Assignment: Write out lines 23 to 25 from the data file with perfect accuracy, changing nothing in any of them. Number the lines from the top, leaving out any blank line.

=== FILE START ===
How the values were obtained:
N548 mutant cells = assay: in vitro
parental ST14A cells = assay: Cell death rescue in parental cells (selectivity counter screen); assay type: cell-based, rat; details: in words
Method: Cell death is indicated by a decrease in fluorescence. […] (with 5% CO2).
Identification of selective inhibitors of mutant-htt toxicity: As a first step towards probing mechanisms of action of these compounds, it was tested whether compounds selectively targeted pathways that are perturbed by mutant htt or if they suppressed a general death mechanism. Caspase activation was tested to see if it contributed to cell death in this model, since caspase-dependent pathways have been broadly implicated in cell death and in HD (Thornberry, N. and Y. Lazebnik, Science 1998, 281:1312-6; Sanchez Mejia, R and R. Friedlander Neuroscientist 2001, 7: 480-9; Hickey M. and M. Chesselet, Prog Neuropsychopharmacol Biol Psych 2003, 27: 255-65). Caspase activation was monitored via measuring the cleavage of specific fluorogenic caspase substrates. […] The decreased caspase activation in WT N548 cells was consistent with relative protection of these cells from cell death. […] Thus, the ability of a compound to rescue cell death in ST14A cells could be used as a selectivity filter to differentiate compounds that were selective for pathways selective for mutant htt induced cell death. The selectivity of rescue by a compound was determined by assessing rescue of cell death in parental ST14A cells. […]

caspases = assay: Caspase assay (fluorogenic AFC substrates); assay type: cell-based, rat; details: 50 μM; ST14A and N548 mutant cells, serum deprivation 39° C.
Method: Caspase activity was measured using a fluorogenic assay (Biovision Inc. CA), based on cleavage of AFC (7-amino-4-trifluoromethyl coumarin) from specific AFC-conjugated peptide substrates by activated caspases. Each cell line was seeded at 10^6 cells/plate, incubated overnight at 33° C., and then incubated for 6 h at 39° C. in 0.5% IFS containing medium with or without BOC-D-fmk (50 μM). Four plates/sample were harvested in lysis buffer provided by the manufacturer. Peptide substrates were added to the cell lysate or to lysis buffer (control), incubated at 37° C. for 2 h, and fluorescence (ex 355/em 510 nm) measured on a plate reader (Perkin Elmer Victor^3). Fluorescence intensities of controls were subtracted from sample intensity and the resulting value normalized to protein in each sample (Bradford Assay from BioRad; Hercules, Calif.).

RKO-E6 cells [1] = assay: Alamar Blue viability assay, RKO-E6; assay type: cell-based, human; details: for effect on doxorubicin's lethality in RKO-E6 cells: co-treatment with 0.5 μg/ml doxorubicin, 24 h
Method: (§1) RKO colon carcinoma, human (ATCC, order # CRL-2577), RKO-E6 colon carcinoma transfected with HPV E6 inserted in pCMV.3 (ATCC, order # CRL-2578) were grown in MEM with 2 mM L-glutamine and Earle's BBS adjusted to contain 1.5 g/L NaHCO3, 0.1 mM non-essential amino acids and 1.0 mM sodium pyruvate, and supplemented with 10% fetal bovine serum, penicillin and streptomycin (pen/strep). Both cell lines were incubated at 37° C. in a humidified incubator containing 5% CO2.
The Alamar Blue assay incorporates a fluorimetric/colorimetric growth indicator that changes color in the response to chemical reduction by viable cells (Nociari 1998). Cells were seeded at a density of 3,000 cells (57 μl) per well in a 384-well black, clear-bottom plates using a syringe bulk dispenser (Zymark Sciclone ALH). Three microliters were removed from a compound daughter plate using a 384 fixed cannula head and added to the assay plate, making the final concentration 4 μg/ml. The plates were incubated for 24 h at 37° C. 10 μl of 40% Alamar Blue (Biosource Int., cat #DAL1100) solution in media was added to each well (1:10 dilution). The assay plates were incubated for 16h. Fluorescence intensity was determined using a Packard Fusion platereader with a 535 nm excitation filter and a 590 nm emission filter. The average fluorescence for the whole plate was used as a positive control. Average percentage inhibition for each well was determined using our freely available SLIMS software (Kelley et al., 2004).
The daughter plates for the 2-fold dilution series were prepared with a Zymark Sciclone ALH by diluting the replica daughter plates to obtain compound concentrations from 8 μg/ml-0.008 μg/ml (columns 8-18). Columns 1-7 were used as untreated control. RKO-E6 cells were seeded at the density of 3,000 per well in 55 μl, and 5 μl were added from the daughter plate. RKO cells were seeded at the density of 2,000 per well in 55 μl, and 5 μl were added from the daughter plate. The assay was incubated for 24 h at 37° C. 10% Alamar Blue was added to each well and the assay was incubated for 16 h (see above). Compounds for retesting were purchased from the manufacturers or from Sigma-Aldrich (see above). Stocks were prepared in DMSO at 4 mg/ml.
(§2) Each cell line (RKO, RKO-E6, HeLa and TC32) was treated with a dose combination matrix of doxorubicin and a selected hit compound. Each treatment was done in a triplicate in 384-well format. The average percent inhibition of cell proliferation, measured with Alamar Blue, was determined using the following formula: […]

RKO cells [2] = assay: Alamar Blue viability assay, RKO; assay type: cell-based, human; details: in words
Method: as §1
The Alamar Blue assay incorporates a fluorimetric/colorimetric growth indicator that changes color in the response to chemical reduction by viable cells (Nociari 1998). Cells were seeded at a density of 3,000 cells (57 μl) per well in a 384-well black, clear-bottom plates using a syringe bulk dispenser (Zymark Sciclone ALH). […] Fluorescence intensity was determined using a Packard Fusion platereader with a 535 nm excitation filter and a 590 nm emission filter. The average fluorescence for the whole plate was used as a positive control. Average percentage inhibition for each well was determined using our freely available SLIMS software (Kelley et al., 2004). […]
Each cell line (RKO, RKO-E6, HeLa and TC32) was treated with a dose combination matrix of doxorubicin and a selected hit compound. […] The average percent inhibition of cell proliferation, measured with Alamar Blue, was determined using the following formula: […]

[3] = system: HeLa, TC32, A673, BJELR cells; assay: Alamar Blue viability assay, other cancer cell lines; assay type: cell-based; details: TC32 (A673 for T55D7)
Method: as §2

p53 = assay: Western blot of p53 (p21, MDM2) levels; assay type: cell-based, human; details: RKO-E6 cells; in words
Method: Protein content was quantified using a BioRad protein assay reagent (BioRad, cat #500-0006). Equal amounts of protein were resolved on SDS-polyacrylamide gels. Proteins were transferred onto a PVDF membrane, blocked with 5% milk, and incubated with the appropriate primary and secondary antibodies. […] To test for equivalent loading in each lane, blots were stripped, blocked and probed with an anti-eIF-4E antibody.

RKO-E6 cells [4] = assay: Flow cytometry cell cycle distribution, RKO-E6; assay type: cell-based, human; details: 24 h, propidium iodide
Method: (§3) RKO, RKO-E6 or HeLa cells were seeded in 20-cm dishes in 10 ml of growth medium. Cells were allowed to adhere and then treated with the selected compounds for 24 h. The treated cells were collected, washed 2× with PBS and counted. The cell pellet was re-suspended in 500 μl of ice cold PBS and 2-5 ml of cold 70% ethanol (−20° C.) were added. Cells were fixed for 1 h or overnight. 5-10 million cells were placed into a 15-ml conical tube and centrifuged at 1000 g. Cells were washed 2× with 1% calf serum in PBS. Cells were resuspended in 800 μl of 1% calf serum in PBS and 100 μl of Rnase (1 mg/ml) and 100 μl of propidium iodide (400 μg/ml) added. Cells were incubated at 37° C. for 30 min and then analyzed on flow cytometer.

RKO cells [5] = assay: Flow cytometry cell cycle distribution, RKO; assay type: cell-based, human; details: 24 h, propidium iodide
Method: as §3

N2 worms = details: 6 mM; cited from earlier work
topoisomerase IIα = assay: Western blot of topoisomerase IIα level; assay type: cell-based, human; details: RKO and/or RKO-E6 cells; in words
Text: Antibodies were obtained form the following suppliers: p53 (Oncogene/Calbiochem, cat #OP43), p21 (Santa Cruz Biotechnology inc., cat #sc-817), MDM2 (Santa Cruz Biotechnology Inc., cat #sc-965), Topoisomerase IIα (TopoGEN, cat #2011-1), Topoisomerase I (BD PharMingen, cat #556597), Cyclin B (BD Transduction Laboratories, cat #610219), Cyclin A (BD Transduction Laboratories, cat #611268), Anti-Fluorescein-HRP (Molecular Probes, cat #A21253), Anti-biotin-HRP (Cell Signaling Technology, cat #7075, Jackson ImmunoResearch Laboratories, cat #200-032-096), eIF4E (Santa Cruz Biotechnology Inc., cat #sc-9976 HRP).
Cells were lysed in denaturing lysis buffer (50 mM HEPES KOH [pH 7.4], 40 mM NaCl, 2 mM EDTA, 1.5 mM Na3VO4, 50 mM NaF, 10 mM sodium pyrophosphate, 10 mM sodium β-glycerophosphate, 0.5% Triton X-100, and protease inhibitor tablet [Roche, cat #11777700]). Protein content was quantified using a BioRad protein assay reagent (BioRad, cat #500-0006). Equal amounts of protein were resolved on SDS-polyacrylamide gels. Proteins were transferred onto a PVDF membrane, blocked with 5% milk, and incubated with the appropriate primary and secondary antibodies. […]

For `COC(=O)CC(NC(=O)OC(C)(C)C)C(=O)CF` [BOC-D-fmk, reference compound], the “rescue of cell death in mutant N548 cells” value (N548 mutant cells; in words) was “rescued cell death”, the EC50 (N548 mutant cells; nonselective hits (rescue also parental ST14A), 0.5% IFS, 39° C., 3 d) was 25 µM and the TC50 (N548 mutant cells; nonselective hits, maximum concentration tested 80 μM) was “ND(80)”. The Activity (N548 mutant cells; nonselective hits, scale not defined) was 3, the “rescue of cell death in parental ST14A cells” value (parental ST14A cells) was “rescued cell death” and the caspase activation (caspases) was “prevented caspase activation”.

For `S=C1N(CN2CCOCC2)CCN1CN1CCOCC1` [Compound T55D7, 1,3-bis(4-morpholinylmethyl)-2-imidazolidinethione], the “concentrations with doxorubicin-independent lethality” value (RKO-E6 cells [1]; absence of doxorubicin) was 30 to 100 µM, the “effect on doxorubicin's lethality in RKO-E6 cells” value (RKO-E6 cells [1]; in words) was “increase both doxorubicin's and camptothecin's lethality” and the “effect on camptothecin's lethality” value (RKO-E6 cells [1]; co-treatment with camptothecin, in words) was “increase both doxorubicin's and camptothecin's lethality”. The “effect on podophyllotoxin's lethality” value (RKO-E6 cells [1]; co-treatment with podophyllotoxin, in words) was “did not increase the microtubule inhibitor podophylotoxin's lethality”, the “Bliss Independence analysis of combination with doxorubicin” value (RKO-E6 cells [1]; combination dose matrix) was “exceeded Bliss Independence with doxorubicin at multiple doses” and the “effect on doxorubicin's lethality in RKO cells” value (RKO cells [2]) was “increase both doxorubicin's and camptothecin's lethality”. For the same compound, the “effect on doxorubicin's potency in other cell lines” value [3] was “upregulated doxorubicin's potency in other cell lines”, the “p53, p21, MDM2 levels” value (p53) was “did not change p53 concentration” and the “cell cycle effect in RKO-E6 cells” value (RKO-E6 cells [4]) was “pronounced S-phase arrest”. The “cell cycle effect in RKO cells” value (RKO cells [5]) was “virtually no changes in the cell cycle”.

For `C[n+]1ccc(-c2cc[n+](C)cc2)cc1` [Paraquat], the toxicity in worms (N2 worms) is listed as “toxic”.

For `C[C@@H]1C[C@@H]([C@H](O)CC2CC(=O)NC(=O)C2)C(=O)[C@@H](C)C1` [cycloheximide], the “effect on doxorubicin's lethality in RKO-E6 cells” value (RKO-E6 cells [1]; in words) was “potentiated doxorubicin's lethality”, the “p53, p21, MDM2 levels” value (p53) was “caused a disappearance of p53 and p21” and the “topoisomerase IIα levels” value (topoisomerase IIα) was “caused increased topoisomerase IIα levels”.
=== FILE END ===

RKO cells [5] = assay: Flow cytometry cell cycle distribution, RKO; assay type: cell-based, human; details: 24 h, propidium iodide
Method: as §3

N2 worms = details: 6 mM; cited from earlier work